In draperies by far the largest group is the cottons. Beginning with calico sized, plain-woven cotton with the pattern on one side these prints, which seem subdued, are fine for country homes. Cretonne was originally the French version of calico, and it is made with a heavier yarn. Usually cretonne, which is the same material as unglazed chintz, has larger designs than the unglazed chintz. Because of its lack of glaze, it gives a pleasantly subdued look to the print; in antique floral an authentic look, in modern designs perhaps a more subtle one.
Chintzes are cretonnes glazed with a dull or high gloss. This gloss is acquired by a wax glaze or a starch glaze, (both of which come out in the laundry) and, today, by a chemical, durable glaze. Choose this type of finish for long use. Glosheen is the name of mercerized cotton with the satin weave reversed. This gives a permanent sheen, too.
All the printed cottons lend themselves to a wide variety of colors and designs, varying from those reminiscent of the past such as toile de Jouy to the free contemporary patterns by modern painters.
Familiar shirting and dress cotton fabrics are highly suitable for informal interiors. Among these are chambray (originally used in
for sun- bonnets), a fabric woven with a colored warp and a white woof,
resulting in a changeable colored surface. Percale, which is highly recommended
as a summer curtain or drapery material, is a cool, crisp-looking fabric
similar to chambray but finer. Originally hand blocked in Chambrai, France , percale has a dull finish,
and comes in plain solid colors and printed patterns. Gingham, another
plain-weave cloth, has figures made from yarns which are dyed before weaving,
and is woven in stripes, plaids and checks. India
A fabric borrowed from working-day life is denim, made in lighter weight for draperies, and in a variety of colors and patterns. This long-wearing, sturdy, fabric dyes to vivid colors and is always stylish. Of firm, twill-weave cotton, it often has a whitish tinge obtained by using white woof yarns with colored warp yarns.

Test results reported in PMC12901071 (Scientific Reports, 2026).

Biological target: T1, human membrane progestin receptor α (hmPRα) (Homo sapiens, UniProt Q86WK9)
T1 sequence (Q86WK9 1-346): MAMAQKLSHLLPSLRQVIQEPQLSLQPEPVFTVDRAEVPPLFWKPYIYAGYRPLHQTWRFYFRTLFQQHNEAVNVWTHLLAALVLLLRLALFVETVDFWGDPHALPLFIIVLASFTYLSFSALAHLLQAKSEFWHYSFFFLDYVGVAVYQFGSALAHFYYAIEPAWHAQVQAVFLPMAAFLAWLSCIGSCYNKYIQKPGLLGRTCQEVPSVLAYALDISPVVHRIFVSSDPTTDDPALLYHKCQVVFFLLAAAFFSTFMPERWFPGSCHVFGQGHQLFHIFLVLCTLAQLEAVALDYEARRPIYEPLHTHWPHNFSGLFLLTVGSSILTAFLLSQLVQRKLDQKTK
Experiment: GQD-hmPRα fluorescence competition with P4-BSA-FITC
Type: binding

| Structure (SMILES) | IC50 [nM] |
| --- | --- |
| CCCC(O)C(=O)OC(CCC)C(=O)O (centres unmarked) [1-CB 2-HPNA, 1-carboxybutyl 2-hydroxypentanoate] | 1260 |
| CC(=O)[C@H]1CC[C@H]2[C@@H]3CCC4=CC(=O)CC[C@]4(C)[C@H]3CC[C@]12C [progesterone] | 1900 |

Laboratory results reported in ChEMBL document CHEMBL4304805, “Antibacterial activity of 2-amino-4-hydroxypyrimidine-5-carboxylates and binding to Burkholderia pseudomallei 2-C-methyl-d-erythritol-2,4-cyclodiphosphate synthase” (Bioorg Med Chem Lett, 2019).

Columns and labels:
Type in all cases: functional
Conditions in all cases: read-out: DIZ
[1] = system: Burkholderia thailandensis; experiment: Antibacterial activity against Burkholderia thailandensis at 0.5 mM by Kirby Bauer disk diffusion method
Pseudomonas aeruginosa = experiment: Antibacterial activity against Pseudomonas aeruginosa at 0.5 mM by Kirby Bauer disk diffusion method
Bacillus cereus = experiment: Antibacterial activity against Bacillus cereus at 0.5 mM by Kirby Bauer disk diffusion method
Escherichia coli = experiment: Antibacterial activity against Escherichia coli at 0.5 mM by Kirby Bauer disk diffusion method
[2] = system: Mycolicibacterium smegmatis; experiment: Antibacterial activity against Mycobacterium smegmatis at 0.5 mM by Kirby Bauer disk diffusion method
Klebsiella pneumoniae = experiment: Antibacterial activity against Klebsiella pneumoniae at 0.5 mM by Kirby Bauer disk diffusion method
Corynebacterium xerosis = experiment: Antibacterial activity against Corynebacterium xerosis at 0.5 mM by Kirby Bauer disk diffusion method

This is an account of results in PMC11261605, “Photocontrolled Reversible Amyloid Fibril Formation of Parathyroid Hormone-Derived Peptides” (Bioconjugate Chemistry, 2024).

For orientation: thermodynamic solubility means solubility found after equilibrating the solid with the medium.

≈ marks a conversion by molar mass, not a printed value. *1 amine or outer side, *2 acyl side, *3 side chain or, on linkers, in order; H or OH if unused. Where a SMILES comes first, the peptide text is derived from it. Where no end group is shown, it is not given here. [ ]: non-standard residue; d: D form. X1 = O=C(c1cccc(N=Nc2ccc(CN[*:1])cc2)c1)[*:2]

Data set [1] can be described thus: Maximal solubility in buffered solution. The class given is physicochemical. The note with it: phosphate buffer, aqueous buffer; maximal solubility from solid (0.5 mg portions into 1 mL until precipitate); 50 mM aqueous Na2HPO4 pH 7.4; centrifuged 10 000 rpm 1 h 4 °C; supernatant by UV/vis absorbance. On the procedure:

Another suiting material that is very smart for draperies is gabardine, which is a tightly-woven twilled cotton, rayon or wool, with a marked diagonal raised weave on the right side.
Homespun is the designation given loose rough fabrics imitating tweedy materials formerly loomed at home. The homespun look is obtained by using unevenly-spun fibers of cotton, rayon or wool. Monk's cloth, a heavy basket- weave cotton fabric, usually seen in its natural off-white or beige color, is used too, to achieve a homespun quality.
Pique, a heavy cotton with a corded surface is highly suitable for summer draperies, as it launders well and wears well.
Among those materials which have a lustrous appearance, and which may be made of cotton, rayon, silk or synthetics, you will find poplin, a fine, durable fabric which drapes beautifully and resembles broad-cloth. Made with a plain weave it has fine cross ribs made by using warp threads finer than the woof threads.